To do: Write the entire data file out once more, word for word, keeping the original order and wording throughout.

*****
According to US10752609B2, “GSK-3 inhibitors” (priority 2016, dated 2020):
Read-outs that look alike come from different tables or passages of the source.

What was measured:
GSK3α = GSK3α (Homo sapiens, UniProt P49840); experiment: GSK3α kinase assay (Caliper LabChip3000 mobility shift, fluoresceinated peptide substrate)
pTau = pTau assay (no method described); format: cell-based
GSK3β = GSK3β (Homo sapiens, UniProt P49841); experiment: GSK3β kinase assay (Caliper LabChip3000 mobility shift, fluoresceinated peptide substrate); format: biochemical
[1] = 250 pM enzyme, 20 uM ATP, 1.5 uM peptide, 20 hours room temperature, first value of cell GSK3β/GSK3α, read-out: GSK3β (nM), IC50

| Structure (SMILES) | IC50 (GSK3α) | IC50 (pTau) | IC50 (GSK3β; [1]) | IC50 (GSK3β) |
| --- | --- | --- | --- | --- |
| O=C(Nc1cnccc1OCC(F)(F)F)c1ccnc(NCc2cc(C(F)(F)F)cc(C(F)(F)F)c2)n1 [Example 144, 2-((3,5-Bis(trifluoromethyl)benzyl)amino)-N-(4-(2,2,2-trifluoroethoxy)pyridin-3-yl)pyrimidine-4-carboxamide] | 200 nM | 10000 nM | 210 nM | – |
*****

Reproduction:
According to US10752609B2, “GSK-3 inhibitors” (priority 2016, dated 2020):
Read-outs that look alike come from different tables or passages of the source.

What was measured:
GSK3α = GSK3α (Homo sapiens, UniProt P49840); experiment: GSK3α kinase assay (Caliper LabChip3000 mobility shift, fluoresceinated peptide substrate)
pTau = pTau assay (no method described); format: cell-based
GSK3β = GSK3β (Homo sapiens, UniProt P49841); experiment: GSK3β kinase assay (Caliper LabChip3000 mobility shift, fluoresceinated peptide substrate); format: biochemical
[1] = 250 pM enzyme, 20 uM ATP, 1.5 uM peptide, 20 hours room temperature, first value of cell GSK3β/GSK3α, read-out: GSK3β (nM), IC50

| Structure (SMILES) | IC50 (GSK3α) | IC50 (pTau) | IC50 (GSK3β; [1]) | IC50 (GSK3β) |
| --- | --- | --- | --- | --- |
| O=C(Nc1cnccc1OCC(F)(F)F)c1ccnc(NCc2cc(C(F)(F)F)cc(C(F)(F)F)c2)n1 [Example 144, 2-((3,5-Bis(trifluoromethyl)benzyl)amino)-N-(4-(2,2,2-trifluoroethoxy)pyridin-3-yl)pyrimidine-4-carboxamide] | 200 nM | 10000 nM | 210 nM | – |